Women at Matter: Working in a women-dominated industry

By Matter

In honor of Women’s History Month, our Women Professionals Circle is conducting an interview series highlighting perspectives of some of Matter’s female leaders on the issues and challenges women face in the workplace, in our culture and at home. Check out the past two conversations on Barriers + Challenges and Working + Parenting

In our final interview, we focus on what it’s like working in a women-dominated industry, with some great advice from each of our interviewees! 

Question: How have women leaders helped you move forward?

Emma Gielata, Account Director, Pittsburgh Office Lead

I’ve had great support from all my women managers. They’re able to understand what my goals and aspirations are, support me along my career trajectory, and help me out if I have questions or need help. They’re able to better relate to what I have going on personally and professionally. And experiencing how they’ve managed me and supported my growth has helped shape my management style too. 

Monica Higgins, Vice President:

 I started at a large global agency in New York and at that point, the consumer practice group was led by three individuals, two of whom were women, as was the VP I reported to. So right off the bat, I had the opportunity to see women in leadership roles. Having that visibility right away was helpful, because there wasn’t a situation in which I felt like it was necessary for women to break through to get into those positions of power — they were already there. 

Question: How do you deal with female-dominated industries such as PR sometimes not being taken as seriously as male-dominated ones?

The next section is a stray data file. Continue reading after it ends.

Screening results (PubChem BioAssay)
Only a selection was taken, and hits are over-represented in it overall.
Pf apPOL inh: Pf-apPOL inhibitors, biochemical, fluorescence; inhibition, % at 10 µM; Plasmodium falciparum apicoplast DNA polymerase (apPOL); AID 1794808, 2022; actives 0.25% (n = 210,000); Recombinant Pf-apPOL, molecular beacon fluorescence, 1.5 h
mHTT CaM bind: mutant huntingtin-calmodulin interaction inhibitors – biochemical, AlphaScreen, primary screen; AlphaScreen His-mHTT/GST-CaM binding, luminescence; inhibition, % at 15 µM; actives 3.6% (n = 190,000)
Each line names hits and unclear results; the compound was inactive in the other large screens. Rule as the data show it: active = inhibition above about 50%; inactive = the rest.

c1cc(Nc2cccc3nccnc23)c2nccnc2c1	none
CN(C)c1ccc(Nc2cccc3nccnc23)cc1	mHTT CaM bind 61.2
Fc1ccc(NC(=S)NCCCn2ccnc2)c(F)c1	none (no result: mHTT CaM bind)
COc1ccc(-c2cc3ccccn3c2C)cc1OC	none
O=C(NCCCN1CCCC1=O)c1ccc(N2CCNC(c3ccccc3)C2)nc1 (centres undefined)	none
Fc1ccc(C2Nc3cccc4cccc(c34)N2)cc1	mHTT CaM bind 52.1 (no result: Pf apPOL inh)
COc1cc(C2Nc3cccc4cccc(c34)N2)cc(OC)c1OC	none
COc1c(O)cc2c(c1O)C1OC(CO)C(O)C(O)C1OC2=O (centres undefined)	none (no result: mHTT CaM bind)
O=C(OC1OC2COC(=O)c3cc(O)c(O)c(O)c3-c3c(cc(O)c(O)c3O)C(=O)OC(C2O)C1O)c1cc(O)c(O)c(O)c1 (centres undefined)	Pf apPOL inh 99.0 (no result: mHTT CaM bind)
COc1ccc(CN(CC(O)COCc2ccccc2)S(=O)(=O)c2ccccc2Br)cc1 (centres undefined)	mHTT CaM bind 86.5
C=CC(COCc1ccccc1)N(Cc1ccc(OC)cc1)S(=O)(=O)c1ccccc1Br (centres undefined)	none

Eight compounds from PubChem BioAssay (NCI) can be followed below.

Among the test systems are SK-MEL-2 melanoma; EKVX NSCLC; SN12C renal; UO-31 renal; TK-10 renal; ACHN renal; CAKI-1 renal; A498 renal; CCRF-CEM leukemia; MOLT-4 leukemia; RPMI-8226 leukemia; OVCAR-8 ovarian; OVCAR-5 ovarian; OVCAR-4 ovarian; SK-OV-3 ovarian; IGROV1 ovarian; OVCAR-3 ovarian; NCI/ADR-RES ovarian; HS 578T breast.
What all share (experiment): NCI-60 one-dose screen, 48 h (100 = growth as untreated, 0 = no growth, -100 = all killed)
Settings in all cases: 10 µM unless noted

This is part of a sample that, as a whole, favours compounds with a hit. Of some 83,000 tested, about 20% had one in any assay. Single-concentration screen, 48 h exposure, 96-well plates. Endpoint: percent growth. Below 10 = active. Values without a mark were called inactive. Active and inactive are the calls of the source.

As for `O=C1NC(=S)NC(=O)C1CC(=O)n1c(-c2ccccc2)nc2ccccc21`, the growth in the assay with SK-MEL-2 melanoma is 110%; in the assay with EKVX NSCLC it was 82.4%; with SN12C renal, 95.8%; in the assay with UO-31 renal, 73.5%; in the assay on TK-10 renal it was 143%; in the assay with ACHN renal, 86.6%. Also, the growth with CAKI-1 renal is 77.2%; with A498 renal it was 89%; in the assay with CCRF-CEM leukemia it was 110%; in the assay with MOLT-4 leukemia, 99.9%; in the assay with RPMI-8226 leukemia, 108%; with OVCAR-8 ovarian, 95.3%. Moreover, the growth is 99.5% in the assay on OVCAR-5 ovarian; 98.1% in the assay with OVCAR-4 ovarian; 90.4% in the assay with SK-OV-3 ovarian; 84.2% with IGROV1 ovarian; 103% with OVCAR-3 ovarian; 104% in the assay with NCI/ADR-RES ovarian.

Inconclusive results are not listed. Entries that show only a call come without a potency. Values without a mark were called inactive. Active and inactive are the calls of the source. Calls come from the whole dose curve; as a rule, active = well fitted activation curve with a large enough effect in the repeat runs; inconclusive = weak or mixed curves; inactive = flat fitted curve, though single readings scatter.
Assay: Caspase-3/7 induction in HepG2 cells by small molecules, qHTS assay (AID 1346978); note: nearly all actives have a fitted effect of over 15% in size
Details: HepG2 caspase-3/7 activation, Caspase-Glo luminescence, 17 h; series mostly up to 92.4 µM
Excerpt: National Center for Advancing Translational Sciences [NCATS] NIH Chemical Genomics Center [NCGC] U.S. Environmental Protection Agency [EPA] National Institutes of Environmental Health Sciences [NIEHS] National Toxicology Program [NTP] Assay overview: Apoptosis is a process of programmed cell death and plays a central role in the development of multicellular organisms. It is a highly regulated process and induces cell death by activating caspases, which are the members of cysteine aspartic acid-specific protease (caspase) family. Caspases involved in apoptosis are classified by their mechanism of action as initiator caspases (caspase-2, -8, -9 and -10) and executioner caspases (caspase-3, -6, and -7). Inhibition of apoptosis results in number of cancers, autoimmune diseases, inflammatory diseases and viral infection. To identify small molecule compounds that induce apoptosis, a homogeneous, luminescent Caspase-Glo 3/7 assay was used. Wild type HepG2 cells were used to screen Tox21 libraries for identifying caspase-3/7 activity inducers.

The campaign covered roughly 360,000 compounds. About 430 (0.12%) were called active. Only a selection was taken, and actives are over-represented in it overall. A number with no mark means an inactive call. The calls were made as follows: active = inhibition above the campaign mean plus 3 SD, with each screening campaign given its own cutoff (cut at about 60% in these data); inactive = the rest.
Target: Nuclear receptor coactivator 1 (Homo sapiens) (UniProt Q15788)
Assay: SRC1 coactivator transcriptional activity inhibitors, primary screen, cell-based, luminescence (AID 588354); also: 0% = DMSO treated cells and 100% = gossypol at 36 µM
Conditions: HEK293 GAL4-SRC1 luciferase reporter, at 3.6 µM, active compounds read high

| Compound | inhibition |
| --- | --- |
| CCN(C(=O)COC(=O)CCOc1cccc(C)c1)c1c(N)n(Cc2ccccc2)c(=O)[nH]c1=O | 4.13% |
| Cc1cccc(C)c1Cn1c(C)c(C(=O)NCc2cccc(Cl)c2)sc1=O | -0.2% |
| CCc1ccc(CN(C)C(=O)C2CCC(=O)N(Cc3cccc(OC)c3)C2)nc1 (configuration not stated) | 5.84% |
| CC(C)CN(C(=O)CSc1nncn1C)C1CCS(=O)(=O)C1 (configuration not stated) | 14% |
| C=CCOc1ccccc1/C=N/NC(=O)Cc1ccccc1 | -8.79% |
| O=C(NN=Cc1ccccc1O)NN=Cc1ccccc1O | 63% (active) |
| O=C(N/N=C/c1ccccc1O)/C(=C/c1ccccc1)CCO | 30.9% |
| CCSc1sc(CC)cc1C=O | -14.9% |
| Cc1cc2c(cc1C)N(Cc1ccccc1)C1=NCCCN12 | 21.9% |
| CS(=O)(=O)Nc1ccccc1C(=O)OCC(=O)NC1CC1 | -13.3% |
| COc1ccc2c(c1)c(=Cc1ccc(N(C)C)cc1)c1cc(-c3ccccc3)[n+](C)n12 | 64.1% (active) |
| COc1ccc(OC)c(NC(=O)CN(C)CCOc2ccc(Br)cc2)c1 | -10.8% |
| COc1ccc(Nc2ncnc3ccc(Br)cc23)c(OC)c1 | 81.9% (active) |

Emma Gielata: I’m on the B2B tech side of Matter, so I’m working with a lot of male counterparts who are the subject matter experts. To see how the client interacts with my male team members versus me is always interesting. But I think it’s a matter of just owning what you know and being confident in yourself. Then, following that up by delivering great work. 

Vanessa Boynton Taylor, General Manager, Precision

The thing that has convinced clients to listen to women when they prefer male expertise is not a sudden change in our gender or discipline. It’s not only attitude and confidence, though those certainly help. What gets their attention is being able to show them we understand their business, their hesitations, their barriers and opportunities. Doing the hard work and demonstrating our knowledge. That’s what makes the difference. 

Question: What advice would you give your younger self, or to younger women professionals?

Emma Gielata: My advice to my younger self is to have that confidence. Our CEO Scott always says, “we have the right people in the right seats.” That’s true for any organization. There’s a reason why you’re in the role that you’re in — own it and be confident in what you know. 

Vanessa Boynton: You have to take the time and do the work. There are going to be flashier, more exciting elements of your job that distract your attention, and while they might inspire your passion, they don’t accomplish anything without the “boring” stuff – reading, research, agendas, notes – backing them up. The “boring” stuff builds the foundation for everything we do. Master that first, and then you can start to pepper some excitement into your day. 

Monica Higgins: Agencies have always been such an important place for women to grow and build the foundation of their careers, because by nature they are collaborative and inclusive environments. 

In terms of how women can present themselves, I’m constantly trying to make sure that I’m not talking “up” at the end of a sentence. I try to say something that ends more in a statement than a question, because I feel like others can perceive that as a lack of confidence in what it is you’re presenting. 

Danielle Conlin, Vice President, Human Resources

Spread your wings. Don’t always stay in your lane. Challenge yourself and step out of your comfort zone. If there’s somebody you want to meet or learn from, take the initiative and set up a meeting. If you want to learn about a different department or a specific service a company offers, go for it! 

That concludes our Women’s History Month interview series with just a few of our agencies inspiring women leaders! Thank you so much to our interviewees for sharing their perspectives and guidance on the complexities of being a woman in the workforce. 

Interested in working with our amazing women leaders or being one yourself? We’re hiring at all levels across PR + marketing disciplines, so check out our open roles and let your career take off!